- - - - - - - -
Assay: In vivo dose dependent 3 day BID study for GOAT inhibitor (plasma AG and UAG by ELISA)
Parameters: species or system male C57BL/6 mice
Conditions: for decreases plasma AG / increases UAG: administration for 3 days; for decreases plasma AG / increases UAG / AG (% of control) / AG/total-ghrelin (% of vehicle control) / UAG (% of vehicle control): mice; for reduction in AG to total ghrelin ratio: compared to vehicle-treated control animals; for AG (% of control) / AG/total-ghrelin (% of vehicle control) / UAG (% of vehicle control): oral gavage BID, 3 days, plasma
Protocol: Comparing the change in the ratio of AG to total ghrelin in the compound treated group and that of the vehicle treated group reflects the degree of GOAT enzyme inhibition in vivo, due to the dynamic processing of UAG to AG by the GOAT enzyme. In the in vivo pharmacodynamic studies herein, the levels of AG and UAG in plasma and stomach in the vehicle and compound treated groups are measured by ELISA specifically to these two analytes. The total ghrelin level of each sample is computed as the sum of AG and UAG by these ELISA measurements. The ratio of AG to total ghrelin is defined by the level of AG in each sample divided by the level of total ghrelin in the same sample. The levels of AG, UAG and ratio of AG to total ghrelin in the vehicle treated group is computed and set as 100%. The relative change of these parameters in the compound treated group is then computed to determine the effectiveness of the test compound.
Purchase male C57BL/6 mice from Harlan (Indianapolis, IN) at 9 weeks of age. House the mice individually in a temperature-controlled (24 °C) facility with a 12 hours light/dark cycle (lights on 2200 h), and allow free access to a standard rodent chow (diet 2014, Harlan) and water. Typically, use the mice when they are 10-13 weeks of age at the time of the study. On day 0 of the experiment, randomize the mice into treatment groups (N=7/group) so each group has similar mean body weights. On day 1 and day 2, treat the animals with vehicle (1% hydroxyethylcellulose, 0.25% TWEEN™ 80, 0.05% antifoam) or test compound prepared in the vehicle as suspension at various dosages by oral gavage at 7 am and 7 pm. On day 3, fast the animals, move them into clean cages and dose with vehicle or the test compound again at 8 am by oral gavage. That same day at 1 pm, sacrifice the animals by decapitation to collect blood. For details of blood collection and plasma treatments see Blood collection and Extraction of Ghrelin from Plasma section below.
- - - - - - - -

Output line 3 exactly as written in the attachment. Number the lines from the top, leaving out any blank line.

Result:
Conditions: for decreases plasma AG / increases UAG: administration for 3 days; for decreases plasma AG / increases UAG / AG (% of control) / AG/total-ghrelin (% of vehicle control) / UAG (% of vehicle control): mice; for reduction in AG to total ghrelin ratio: compared to vehicle-treated control animals; for AG (% of control) / AG/total-ghrelin (% of vehicle control) / UAG (% of vehicle control): oral gavage BID, 3 days, plasma